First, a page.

Editorial: Facebook should clarify what standard former President Trump violated or lift his suspension

On Jan. 7, Facebook suspended President Donald Trump, striking a significant blow to his ability to communicate with the public. Banning him permanently from the platform would be a mistake.

An independent review board of activists, lawyers and journalists known as the Facebook Oversight Board has been considering the question of whether Trump’s de facto ban was justified and whether he should be permanently excluded or allowed back on the platform. The oversight board has ruled that the original suspension was legitimate, but also that suspending him for an unspecified period is not.


This isn’t a good outcome for free speech.

The remedy for bad speech is more speech, so the argument goes. And that adage holds true even when it’s the president of the United States spouting falsehoods.

Facebook should post fact checks of Trump’s content and remove posts that violate fair, clearly articulated standards. Banning Trump altogether goes too far. Trump, for better or worse, is a part of the debate. Because he says things that are false or controversial, it does not follow that his presence on this platform should be banned. This is a draconian reduction of free speech.

Facebook is a publishing platform, and an outsized publishing platform at that. It is a megaphone by which users can reach millions of people directly. The law has not yet caught up to social media giants, which never could have been anticipated by the Founding Fathers, and for now they remain largely unregulated. Publishers have a right and a duty, therefore, to curate and mediate the content that appears on their platforms. Facebook already employs independent fact checkers to help police this online forum for rule violations. Clearer rules and more and better self-policing are the way forward.

The former president’s critics claim that the justification for his ban is that he incited an insurrection. Incitement of imminent lawless action is not protected by the First Amendment. The question of whether Trump violated that standard will play out in the judicial system, as it should. Social media companies should not mete out their own pre-emptive justice.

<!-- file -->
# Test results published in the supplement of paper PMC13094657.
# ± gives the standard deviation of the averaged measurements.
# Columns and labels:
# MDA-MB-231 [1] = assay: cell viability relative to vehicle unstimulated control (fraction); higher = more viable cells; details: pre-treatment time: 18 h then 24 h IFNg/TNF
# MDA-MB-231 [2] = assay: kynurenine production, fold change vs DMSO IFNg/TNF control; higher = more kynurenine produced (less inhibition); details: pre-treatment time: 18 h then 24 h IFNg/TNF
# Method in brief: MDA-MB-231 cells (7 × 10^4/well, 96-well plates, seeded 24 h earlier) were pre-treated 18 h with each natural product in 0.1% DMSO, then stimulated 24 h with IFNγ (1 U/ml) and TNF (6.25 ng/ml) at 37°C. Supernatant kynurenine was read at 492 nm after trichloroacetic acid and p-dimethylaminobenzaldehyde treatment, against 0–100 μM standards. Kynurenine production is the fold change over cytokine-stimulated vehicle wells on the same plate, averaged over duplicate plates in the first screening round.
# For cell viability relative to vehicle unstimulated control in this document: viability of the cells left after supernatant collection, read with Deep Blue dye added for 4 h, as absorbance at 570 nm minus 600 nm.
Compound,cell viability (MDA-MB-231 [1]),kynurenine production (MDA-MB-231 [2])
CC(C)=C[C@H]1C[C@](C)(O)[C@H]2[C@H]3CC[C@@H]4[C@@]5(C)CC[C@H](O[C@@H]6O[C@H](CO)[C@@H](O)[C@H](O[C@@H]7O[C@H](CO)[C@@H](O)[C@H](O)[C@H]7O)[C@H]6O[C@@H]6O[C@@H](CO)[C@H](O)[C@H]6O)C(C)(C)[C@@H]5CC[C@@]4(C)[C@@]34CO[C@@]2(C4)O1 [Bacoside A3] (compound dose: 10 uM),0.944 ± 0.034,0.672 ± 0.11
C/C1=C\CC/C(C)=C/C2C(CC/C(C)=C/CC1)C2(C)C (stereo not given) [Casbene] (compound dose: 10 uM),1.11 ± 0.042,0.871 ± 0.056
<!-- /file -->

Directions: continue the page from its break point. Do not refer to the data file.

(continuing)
The Facebook Oversight Board did just that when it argued that Trump’s initial suspension was justified because his posts “created an environment where a serious risk of violence was possible.” There is no mechanism in Facebook’s terms of use that suggest that someone should be permanently banned due to such language.

Moreover, if this is the standard that the company wishes to uphold, it should do so evenhandedly. The Black Lives Matter protests and riots of 2020 also were fomented by politicians and journalists, none of whom faced similar banishment. A specific, fairly enforced standard would help quell those arguing that Facebook’s curation and fact-checking is biased on partisan lines.


The oversight board ducked the ultimate decision of whether to permanently ban Trump and called on Facebook to decide over the next six months whether to restore his account, make the suspension permanent or suspend him for a specific period of time.

This means there is still opportunity for the company to do the right thing and allow Trump back on the platform. His posts should be fact-checked and held to account. But the man himself should not be banned. He should be able to speak.